Here I am trying to drive your attention to the fact that the committee says: “Culture is not a category with any constitutional significance under the 1867 Constitutional Act. Either level of government is perfectly free to enact laws which might directly affect culture, as long as there is an appropriate constitutional foundation for such laws in the Act.”

Pancouver: Will governments at all levels work in tandem to elevate the status of artists?

ZV: The answer to your question is whether there will be enough political will as tailwinds to the cause of artists. The report could help build consensus and also allay public fears about artists in identifying their central role in society.

Follow Pancouver on Twitter @PancouverMedia.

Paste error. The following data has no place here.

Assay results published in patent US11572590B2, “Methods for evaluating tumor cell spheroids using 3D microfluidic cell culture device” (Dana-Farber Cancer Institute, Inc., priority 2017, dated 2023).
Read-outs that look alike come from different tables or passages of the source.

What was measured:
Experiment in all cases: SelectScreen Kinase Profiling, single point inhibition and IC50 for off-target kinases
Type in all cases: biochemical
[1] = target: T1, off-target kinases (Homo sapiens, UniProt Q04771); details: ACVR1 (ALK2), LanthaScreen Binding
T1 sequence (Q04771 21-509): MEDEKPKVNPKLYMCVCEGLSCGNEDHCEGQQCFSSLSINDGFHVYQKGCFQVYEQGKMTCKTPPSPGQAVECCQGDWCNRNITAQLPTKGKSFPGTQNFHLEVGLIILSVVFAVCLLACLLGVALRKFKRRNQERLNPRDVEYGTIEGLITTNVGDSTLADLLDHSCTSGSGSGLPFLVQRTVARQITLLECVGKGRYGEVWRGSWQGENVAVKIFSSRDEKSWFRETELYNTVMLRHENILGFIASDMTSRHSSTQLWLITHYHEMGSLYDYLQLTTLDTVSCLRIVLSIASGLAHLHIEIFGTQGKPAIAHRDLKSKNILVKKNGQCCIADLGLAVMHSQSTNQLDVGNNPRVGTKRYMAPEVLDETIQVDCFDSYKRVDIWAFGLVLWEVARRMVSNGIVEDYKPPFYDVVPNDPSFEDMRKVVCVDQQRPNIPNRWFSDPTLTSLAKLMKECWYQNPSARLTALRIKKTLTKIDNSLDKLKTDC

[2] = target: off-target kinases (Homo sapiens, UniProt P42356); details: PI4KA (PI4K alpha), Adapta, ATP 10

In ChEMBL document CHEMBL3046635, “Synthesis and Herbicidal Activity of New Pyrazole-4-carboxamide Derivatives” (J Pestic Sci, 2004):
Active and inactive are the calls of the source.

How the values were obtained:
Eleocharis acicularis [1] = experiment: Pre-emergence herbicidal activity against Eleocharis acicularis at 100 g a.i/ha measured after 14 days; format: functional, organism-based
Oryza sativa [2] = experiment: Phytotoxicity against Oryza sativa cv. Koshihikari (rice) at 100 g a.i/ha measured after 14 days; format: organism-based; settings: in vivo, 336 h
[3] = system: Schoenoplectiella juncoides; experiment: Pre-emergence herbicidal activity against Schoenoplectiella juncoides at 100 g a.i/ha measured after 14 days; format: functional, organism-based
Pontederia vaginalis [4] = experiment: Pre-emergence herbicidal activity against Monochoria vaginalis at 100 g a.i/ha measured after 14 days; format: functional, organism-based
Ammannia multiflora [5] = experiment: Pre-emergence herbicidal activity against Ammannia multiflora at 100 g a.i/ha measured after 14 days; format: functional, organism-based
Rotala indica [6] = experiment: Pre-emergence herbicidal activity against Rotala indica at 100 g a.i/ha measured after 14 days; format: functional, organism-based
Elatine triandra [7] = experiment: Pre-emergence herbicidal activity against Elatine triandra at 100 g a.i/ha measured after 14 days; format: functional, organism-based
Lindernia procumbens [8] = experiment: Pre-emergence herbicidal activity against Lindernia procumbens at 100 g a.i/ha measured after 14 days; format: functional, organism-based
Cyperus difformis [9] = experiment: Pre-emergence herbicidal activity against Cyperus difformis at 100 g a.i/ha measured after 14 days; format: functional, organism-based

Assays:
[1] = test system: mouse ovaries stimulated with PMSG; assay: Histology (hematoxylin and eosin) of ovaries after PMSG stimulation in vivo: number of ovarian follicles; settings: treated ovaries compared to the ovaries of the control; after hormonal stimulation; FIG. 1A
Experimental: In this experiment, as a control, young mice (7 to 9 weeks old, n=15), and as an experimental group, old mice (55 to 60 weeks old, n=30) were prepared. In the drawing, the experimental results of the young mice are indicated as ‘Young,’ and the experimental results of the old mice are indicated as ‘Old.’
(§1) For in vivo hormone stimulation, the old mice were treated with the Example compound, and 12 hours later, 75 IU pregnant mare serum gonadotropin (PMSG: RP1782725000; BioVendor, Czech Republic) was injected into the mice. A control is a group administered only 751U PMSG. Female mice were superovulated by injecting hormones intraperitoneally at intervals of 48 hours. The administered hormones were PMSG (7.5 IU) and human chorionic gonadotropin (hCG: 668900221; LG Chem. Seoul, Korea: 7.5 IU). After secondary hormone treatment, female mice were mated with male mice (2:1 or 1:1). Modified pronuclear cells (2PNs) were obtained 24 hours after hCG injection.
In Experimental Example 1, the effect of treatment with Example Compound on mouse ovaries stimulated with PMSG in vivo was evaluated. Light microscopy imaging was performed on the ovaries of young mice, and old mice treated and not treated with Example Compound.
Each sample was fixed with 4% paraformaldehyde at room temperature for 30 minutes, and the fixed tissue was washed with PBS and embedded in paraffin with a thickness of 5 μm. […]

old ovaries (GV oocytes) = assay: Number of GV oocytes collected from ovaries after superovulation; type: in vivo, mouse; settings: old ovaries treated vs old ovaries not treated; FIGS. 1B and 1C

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Charlie Smith

Pancouver editor Charlie Smith has worked as a Vancouver journalist in print, radio, and television for more than three decades.

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The Society of We Are Canadians Too created Pancouver to foster greater appreciation for underrepresented artistic communities. A rising tide of understanding lifts all of us.

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We would like to acknowledge that we are gathered on the traditional and unceded territories of the Coast Salish peoples of the xʷməθkwəy̓əm (Musqueam), Skwxwú7mesh (Squamish), and Səl̓ílwətaɬ (Tsleil-Waututh) Nations. With this acknowledgement, we thank the Indigenous peoples who still live on and care for this land.